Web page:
A noisy technology that blasts high-frequency sounds below water to map the ocean for oil probably caused the deaths of 75 melon-headed whales off Madagascar, experts said Thursday.
An independent panel of scientists found that sonar surveying by ExxonMobil in late May 2008 led to the sudden displacement of around 100 whales, of which at least three-quarters died.
"This is the first known such marine mammal mass stranding event closely associated with relatively high frequency mapping sonar systems," said the report released by the International Whaling Commission.
"Earlier such events may have been undetected because detailed inquiries were not conducted."
The researchers described a "highly unusual event" in which melon-headed whales became stranded in shallow waters in the Loza Lagoon system in northwest Madagascar in May and June 2008.
The culprit was named as a high-power 12 kilohertz multibeam echosounder system, or MBES, operated by an ExxonMobil vessel on May 29 about 65 kilometers (40 miles) offshore from the first known stranding.
The five-member independent scientific review panel said the vessel's MBES was "the most plausible and likely behavioral trigger for the animals initially entering the lagoon system."
The sounds would have been "clearly audible over many hundreds of square kilometers of melon headed whale deep water habitat areas."
The report said that seismic airguns, long opposed by environmental groups for the potential harm they can cause to marine life, were not to blame for the event.
"They used the multi-beam echo sounder first. That scared the animals into the lagoon and then the air guns were used afterward," explained marine scientist Matt Huelsenbeck of the advocacy group Oceana.
"So that is not to say that air guns would not have caused it had they been used first. They are even louder than the multi-beam echo sounder."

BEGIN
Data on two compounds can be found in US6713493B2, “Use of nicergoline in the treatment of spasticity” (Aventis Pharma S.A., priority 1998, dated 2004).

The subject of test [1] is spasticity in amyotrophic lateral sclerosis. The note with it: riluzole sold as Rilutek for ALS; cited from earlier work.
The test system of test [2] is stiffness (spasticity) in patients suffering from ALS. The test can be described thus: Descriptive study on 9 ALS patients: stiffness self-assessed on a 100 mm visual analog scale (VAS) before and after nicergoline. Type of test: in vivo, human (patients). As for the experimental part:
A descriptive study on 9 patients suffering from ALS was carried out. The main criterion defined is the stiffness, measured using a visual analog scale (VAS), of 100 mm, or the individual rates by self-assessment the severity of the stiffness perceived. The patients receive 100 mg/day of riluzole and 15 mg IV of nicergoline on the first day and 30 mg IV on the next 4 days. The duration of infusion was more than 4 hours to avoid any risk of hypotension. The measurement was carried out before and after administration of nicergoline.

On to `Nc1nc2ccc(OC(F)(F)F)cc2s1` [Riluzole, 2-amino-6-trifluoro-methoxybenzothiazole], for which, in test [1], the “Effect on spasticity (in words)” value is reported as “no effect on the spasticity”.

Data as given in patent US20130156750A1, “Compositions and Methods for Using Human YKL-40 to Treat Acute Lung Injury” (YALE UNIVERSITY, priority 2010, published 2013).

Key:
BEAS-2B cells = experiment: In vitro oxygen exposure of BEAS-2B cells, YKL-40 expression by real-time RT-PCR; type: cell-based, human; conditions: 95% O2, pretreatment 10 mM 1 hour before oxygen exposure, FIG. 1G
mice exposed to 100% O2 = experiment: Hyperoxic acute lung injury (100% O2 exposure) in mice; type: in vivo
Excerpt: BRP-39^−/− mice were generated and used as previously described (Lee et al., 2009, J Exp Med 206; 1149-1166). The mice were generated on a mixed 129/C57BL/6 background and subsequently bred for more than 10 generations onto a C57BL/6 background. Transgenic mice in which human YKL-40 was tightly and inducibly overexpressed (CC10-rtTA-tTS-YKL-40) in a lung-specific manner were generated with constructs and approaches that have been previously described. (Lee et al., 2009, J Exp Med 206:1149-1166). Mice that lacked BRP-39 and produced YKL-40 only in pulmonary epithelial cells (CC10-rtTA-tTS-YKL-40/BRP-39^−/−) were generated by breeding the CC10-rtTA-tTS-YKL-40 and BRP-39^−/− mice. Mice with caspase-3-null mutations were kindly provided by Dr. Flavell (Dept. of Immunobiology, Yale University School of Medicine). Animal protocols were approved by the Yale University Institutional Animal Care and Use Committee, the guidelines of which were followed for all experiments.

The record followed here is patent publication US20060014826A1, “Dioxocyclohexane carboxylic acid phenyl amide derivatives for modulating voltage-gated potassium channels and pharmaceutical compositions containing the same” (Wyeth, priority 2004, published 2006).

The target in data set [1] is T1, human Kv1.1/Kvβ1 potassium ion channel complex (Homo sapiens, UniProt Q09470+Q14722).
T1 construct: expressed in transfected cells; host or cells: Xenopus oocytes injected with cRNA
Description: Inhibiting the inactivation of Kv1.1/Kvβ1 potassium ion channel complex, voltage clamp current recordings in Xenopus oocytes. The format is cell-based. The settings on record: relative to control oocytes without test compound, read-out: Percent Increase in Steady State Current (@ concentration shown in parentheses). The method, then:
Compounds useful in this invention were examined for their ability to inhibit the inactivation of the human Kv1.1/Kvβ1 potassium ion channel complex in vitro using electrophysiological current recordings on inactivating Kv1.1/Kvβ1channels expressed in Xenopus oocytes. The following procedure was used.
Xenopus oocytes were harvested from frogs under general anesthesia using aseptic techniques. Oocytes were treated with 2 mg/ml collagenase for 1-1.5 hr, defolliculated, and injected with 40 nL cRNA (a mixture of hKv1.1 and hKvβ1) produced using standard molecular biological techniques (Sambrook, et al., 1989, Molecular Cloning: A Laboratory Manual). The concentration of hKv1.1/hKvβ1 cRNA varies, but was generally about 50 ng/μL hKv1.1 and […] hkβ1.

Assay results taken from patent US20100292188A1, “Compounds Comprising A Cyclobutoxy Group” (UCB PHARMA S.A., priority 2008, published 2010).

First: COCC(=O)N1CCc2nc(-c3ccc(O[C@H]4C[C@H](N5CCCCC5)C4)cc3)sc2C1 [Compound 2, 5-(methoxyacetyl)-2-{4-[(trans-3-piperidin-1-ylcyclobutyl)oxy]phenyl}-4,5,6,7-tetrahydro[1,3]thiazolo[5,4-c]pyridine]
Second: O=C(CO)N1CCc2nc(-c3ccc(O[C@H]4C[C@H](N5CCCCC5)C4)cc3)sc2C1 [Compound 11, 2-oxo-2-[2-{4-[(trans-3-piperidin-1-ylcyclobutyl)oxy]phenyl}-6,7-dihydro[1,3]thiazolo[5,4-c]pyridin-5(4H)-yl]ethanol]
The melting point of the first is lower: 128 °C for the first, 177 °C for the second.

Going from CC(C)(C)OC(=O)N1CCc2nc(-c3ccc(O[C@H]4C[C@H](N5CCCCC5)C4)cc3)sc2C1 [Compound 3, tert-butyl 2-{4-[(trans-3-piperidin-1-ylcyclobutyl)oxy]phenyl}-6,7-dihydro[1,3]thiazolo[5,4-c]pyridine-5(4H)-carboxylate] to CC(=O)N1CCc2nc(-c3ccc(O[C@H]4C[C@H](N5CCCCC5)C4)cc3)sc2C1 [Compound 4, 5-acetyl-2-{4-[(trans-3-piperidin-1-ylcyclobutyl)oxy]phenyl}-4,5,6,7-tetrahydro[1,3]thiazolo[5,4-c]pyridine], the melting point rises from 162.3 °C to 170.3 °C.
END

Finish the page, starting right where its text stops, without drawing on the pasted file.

A spokesman for ExxonMobil said the company disagrees with the findings.
"ExxonMobil believes the panel's finding about the multi-beam echo sounder is unjustified due to the lack of certainty of information and observations recorded during the response efforts in 2008," spokesman Patrick McGinn told AFP in an email.
He added that observers employed by the Madagascar government and the oil giant "were on board the vessel and did not observe any whales in the area."
Nevertheless, the company has, since 2008, developed a "detailed risk assessment process" that takes into account the local characteristics and the potential for harm to marine life, McGinn said.
High frequency echo sounders are often used to map the ocean floor and can be dangerous to smaller whales and dolphins, while the air gun blasts that follow are lower frequency and may endanger large whales, according to Oceana.
Even though sonar mapping is used frequently to reveal details about the ocean floor and to find fish, the report said "there may well be a very low probability that the operation of such sources will induce marine mammal strandings -- animals may simply avoid them or even ignore them most of the time."
"Now we are seeing that (sonar) disturbance is an even more important thing than was previously assumed," said Huelsenbeck.
"You don't have to kill the animal outright. If you are scaring it into a situation where it can die, that is just as serious of an issue."
The evidence was compiled by the International Whaling Commission, the US Marine Mammal Commission, the US National Oceanic and Atmospheric Administration, the US Bureau of Ocean Energy Management, ExxonMobil, the International Fund for Animal Welfare, the Wildlife Conservation Society and the Government of Madagascar.